Tucked away in the north London borough of Barnet, a community has revolutionised itself. As housing campaigns have sprung up across the capital, the families of the Sweets Way estate have fought back against the so-called ‘regeneration’ of their estate. The residents have taken on the local council and private developers and maintained a long-running housing occupation at the heart of their struggle.
I first heard about Sweets Way in mid-February, when someone tweeted about the mass evictions at the former Ministry of Defence barracks, to make way for the first phase of a private ‘redevelopment.’ Shortly after, I cycled up to Barnet to meet a few housing activists from Barnet Housing Action, and the dozen or so families left on the estate, following the initial purge.
The atmosphere was tense, with some expecting bailiffs that morning. Images of lives thrown into chaos were scattered across the extensive green spaces of Sweets Way. Clothing, broken furniture and children’s toys provided glimpses of the people who’d been evicted. Tears flowed freely, as families met in the common areas that cold February morning, preparing for their community to be wrenched apart by the forces of the free market.
A few of us shared stories from the Focus E15, New Era estate and Our West Hendon housing campaigns with those gathered. An hour later, families were pushing their ways through security into the Barnet Homes offices across the road – including kids home from school for half-term. The residents began blockading the front door. Everyone there managed to secure meetings with senior staff at Barnet Homes that afternoon, and less than three weeks and two cramped living room gatherings later, we were occupying number 60 Sweets Way.
Since then the newly-formed Sweets Way Resists has organised in a variety of ways. Central is ‘radical casework’. Families and supporters actively advocate for each other in meetings and engagements with Barnet Council, inspired by Focus E15 in Newham and Housing Action Southwark and Lambeth.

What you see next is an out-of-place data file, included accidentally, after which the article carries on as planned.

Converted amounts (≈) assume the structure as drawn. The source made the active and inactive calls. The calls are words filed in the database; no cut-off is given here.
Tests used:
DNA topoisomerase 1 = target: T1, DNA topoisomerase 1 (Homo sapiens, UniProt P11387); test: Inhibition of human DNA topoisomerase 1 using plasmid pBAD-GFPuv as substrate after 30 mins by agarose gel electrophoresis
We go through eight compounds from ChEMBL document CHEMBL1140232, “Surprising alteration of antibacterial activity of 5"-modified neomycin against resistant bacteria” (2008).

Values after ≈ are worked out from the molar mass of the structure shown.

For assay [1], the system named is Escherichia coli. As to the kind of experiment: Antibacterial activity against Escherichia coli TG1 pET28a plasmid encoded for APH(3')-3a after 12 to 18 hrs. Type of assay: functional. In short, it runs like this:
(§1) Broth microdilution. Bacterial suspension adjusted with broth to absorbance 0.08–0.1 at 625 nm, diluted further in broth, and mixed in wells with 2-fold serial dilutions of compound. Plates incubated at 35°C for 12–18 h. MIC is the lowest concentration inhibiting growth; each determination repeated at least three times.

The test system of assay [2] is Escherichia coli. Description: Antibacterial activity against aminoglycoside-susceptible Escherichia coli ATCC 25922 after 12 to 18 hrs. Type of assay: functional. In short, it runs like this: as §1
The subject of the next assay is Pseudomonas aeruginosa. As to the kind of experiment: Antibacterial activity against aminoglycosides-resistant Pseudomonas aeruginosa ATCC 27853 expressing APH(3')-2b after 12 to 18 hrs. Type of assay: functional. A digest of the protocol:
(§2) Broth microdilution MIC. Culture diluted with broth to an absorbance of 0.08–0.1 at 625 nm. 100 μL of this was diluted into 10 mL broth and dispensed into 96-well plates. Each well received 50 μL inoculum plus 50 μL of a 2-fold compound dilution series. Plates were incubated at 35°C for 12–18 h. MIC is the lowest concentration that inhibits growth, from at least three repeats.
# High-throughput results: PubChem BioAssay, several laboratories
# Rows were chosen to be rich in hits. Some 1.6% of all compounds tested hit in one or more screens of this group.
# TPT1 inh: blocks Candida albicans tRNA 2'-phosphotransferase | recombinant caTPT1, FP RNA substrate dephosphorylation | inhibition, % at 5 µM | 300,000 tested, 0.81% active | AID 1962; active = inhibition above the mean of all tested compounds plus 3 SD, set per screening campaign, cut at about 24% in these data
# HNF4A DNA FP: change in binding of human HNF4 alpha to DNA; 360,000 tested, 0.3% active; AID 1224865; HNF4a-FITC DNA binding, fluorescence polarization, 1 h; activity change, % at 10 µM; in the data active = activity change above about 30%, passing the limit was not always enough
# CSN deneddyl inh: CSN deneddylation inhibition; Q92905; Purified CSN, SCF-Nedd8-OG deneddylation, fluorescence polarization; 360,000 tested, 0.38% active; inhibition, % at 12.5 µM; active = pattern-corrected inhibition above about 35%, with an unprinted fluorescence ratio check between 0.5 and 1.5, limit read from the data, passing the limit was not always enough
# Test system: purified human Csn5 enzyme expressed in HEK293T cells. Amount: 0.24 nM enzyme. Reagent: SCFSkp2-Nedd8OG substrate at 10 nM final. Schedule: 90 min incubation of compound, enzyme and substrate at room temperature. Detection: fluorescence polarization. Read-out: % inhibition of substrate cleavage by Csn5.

Media campaigning has become crucial. Carrying out stunts and public actions to draw attention to the social cleansing of Sweets Way, Barnet and London as a whole, targeting both Barnet council and the private developers of the estate, Annington Properties. Residents also spend time raising awareness among the local community, running a weekly street stall inspired by the Focus E15 campaign.
Running alongside all of this, we have maintained an occupation of one of the homes. This has allowed residents to keep a community house where families and supporters come and go. It also demonstrates the quality of houses slated for demolition in the development plans, while using the space to organise events and actions.
A lot has been achieved in a very short time – from getting individual families rehoused in better accommodation and garnering extensive media coverage of the issues, to forcing those responsible for the situation into the public spotlight, and inspiring the emergence of other housing campaigns.
The attacks on families have been devastating at times, with council and developer intimidation bringing people close to breaking point. However, we have supported one another practically and emotionally through these traumas, and become collectively and individually stronger.
The response to the recent election is an example of Sweets Way’s collective strength. After waking up on 8 May to a torrent of despair on Facebook and Twitter, I went to the occupied community house for the seventh birthday of Daniel, a child recently evicted from the estate. The absence of any real concern about the election was noticeable. There was a magician, karaoke, discussion of campaign tactics, parents, kids, occupation rotas, and cake, but not a lot of talk about ‘politics’ per se.
A few references were made to ‘Tory bastards’, but the mood was so much cheerier than Facebook. Of course, people know the fight ahead will be monumentally hard, but at Sweets Way we have been creating our own power. It emerged in spite of politicians, and will continue to grow without them.
This is the Sweets Way revolution. It is knowing that democracy is not about which posh white men sit in public office, but about what we do to shape our lives together in the places where we live. You’re always welcome to join.